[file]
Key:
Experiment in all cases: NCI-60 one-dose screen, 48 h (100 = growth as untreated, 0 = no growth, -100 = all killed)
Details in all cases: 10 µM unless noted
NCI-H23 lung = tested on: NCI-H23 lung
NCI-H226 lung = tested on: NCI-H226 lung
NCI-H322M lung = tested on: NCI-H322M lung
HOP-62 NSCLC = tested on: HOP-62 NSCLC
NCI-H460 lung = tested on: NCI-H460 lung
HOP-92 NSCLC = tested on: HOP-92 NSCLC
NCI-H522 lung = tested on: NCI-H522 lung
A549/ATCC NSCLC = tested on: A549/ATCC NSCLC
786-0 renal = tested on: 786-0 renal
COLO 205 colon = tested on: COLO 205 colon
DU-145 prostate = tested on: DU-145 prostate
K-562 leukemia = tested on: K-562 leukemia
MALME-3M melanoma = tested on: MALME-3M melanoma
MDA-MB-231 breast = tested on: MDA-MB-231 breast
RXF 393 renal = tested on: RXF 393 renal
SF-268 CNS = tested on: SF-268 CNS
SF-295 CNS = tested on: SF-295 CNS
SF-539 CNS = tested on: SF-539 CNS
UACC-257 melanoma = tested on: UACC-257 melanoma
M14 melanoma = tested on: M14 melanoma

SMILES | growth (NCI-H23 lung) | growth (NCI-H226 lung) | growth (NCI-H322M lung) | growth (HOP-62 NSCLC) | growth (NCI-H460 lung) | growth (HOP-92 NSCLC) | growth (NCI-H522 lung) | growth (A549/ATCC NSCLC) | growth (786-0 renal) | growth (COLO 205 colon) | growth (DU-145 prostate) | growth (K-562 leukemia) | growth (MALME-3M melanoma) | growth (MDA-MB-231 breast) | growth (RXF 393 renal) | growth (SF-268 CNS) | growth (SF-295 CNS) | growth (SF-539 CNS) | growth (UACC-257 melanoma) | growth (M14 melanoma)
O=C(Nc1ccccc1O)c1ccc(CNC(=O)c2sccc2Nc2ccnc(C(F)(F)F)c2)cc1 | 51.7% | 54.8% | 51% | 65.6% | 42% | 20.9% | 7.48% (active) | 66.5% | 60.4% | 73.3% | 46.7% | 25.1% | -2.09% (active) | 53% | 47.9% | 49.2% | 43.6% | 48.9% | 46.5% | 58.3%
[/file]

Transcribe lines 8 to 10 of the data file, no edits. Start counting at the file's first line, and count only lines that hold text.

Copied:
NCI-H460 lung = tested on: NCI-H460 lung
HOP-92 NSCLC = tested on: HOP-92 NSCLC
NCI-H522 lung = tested on: NCI-H522 lung